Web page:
The volume of email that I receive each day is ridiculously large (ie hundreds of emails). And less than 10 percent of these messages require any action on my part. Most of the them are the aforementioned, cover-my-ass, copy everyone, brainless communications.
Most of the people that I work with are overseas. I work daily with people in France, Israel and India. These folks are 6-12 hours ahead of me. And the Israelis start their work week on Sunday. There are two consequences that this arrangement has on my daily work. The first thing is that I need to get my butt outta the bed, into work, and on the phone pretty early in the morning. Generally, I have back-to-back-to-back phone calls from 0730 until 1130 in the morning. The second problem is that by the time I am off the phone on Monday morning, I will have received two full days of email from Israel and one full days of email from India and France.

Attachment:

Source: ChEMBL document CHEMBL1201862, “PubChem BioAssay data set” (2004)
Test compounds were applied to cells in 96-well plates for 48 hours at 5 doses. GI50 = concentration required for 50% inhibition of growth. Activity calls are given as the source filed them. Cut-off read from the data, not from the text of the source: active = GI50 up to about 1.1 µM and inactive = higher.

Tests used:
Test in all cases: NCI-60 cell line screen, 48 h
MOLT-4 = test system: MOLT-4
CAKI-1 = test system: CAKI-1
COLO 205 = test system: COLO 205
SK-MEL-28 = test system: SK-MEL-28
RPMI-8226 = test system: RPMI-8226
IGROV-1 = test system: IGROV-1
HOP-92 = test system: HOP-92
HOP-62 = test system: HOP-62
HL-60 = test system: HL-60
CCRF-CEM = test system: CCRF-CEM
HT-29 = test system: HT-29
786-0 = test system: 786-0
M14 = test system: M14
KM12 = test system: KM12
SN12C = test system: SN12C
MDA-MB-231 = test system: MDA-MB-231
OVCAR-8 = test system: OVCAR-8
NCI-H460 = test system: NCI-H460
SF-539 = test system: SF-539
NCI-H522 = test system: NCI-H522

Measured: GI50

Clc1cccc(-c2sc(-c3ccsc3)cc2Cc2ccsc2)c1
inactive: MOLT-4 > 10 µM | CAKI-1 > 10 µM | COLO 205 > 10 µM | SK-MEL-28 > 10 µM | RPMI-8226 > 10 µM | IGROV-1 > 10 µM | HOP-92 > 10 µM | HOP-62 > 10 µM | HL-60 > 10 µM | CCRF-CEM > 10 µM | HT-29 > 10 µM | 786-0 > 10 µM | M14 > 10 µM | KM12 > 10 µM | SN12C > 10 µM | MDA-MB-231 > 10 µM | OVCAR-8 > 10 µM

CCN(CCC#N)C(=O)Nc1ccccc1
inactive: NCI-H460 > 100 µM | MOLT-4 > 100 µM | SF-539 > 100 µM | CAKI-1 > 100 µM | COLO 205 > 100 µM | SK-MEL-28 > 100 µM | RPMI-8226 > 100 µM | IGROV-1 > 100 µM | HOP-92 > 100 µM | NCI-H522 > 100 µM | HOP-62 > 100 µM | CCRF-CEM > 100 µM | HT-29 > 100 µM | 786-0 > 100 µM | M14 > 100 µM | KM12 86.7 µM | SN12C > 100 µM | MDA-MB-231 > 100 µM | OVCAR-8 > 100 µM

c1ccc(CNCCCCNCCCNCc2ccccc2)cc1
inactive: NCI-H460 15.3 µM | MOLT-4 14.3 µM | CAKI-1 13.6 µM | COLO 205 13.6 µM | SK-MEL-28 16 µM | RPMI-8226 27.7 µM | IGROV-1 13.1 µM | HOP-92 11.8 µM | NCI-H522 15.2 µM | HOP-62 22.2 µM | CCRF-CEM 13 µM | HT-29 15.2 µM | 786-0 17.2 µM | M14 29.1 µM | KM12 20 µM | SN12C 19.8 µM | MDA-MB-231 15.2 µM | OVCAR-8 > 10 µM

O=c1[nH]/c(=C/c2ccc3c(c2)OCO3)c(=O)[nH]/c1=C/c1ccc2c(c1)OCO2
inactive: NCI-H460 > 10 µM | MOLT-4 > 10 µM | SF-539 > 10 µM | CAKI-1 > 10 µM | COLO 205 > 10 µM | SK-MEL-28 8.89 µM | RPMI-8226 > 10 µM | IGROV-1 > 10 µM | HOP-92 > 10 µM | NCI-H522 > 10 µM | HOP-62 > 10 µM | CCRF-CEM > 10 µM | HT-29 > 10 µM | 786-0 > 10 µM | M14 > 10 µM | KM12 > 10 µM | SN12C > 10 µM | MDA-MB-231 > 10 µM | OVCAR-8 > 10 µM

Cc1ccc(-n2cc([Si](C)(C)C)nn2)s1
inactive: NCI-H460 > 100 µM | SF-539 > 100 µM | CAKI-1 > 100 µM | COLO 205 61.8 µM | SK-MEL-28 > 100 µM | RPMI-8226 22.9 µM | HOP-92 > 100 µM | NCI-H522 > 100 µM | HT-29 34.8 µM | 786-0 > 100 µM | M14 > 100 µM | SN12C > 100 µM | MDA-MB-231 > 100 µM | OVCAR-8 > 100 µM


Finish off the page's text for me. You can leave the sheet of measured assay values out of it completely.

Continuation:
Completely out of control.
At the start of the year I took a new tactic for dealing with this lunacy. During the work day, I filter out all the email that is not sent to me directly (ie on the to: line). In outlook this is pretty easy, I just add "to:chris" in the filter on my inbox. Usually I can work my way through that logjam of mail before the end of the day. Once I am done dealing with the "to:chris" mail, then I do all of the real work that I need to get done before the end of the day. Only after all the real work is done, do I look at the rest of my mail. It usually takes me about 45 minutes to read through the remaining stuff.
Prior to dealing with my mail in this way, I was unable to review all of the email that I receive. Now its only a challenge, but so far one that I have been been able win. I have been able to deal with all the email that is sent my way (no matter how lame) since the beginning of the year!
All views expressed in this post and on this blog are my own. None of my comments should be construed to represent the views of others including and not limited to: BMC Software Inc., Corel Corporation, Dun and Bradstreet and AC Nielsen. Copyright Chris Hughes 2004-2012